In 1956, Canada's hypocrisy caught up with it. It was discovered that when the country's Canadian Citizenship Act came into effect on January 1, 1947, its provisions had denied citizenship to many of its First Nations peoples. Prior to this date individuals resident in Canada were British Subjects. In response, Parliament enacted legislation made retroactive to 1947. I can't help but conclude that this was done to make it appear that before Canada signed the "Universal Declaration of Human Rights all First Nations peoples resident in the country in 1948 were citizens ." To conclude the farce, "An Act to Amend the Canadian Citizenship Act" was enacted by Parliament and given royal assent on June 7, 1956:

Her Majesty, by and with the advice and consent of the Senate and House of Commons of Canada, enacts as follows: ...

2. Section 9 of the said Act is amended by adding thereto the following subsection:

(4) An Indian as defined in the Indian Act, or a person of the race of aborigines commonly referred to as Eskimos, other than a natural-born Canadian citizen, is a Canadian citizen if that person,

(a) had a place of domicile in Canada on the 1st day of January, 1947, and
(b) on the 1st day of January, 1956, had resided in Canada for more than ten years, and such a person is deemed to have become a Canadian citizen on the 1st day of January, 1947.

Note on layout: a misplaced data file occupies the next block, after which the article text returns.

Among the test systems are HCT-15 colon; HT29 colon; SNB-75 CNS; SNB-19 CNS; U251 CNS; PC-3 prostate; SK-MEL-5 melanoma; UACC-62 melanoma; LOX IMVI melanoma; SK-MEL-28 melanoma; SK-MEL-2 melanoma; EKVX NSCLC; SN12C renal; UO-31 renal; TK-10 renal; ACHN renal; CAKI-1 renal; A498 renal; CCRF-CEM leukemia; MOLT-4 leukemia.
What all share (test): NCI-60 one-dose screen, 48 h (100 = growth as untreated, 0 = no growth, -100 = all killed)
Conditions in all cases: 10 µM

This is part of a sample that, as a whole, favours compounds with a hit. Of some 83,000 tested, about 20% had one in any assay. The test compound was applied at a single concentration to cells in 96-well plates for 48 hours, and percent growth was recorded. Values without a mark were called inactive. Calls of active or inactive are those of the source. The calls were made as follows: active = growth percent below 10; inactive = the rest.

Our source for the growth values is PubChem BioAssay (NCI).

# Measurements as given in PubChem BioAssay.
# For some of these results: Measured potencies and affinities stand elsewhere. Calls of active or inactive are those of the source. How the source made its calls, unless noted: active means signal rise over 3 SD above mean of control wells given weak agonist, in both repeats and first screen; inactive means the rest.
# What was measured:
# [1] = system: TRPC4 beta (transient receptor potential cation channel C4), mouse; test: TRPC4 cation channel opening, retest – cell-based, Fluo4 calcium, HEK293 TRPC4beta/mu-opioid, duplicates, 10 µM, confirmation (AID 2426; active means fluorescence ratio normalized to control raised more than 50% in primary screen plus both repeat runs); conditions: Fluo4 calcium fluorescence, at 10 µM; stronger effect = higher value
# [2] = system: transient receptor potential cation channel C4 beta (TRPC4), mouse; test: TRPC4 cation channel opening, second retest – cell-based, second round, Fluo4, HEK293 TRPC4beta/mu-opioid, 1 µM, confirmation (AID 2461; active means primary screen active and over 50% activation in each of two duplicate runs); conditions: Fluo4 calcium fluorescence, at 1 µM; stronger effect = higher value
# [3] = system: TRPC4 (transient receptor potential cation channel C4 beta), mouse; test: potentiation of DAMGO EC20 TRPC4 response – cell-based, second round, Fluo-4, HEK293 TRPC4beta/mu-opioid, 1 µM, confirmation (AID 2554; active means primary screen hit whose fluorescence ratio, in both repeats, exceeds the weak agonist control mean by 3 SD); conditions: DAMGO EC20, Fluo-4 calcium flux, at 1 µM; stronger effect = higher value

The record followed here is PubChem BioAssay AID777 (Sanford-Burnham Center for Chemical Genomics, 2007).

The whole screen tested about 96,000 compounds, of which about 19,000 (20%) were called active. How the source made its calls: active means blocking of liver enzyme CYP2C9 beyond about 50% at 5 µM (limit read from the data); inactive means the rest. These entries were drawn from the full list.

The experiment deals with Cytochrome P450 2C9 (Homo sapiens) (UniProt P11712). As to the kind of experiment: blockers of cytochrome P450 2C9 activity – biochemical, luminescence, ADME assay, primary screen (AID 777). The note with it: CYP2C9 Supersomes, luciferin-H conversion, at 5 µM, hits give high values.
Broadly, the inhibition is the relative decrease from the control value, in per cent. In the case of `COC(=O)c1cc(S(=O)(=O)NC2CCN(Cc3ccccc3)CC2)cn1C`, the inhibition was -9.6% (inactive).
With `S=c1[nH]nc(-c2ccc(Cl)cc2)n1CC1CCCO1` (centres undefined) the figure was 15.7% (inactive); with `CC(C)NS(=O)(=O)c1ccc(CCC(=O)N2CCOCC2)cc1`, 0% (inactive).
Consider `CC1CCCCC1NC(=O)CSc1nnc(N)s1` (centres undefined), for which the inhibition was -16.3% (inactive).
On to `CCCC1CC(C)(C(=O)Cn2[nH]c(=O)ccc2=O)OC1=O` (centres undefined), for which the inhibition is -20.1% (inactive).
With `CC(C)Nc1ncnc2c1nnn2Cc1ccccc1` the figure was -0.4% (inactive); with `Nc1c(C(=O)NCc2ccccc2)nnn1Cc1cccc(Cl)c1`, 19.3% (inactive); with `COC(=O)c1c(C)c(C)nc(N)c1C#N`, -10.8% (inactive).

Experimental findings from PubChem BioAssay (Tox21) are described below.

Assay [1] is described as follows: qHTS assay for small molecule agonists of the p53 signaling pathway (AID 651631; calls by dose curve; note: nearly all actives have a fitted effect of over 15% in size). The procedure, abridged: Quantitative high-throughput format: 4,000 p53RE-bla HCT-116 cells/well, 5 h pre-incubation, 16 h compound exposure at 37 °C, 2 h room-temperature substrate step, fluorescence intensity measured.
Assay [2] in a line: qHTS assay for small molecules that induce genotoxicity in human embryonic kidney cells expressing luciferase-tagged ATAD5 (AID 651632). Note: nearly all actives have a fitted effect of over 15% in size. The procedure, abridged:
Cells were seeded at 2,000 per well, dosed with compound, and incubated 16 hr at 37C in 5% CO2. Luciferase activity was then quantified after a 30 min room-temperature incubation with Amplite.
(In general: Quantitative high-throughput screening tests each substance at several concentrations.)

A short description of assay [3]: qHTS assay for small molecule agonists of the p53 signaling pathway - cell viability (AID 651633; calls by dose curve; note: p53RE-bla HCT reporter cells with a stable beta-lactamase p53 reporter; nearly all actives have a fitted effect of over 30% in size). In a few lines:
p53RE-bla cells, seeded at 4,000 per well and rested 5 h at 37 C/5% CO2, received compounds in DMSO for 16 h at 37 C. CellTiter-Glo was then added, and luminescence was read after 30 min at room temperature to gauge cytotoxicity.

How commendable! After eighty-nine years the citizenship status of all First Nation peoples of Canada had been cleared up on paper. However, what were we before 1947? Prisoners of war? Non-persons? Wards of the Crown? Were we still such despite the legislation?

The most honest answer to these questions is that to the majority of Canadians in 1956, First Nations citizen was nothing. For instance, I had known since my early years that I was not considered an equal citizen of Canada with the same basic human rights as Whites. The fact that such things as centralization occurred is ample proof of this statement. Officially, although some now try to pretend we weren't, Treaty Indians were still treated as "Wards of the Crown" after 1956.

When or how "Wards of the Crown" status was replaced officially with "full citizenship status" I haven't been able to determine. For example, up until the day when Parliament repealed the Indian Act enfranchisement and other racist sections in 1985, any Registered Indian applying for permission to give up Indian status had to sign a declaration on an application form which stated: "I certify that I am capable of assuming the responsibilities of citizenship."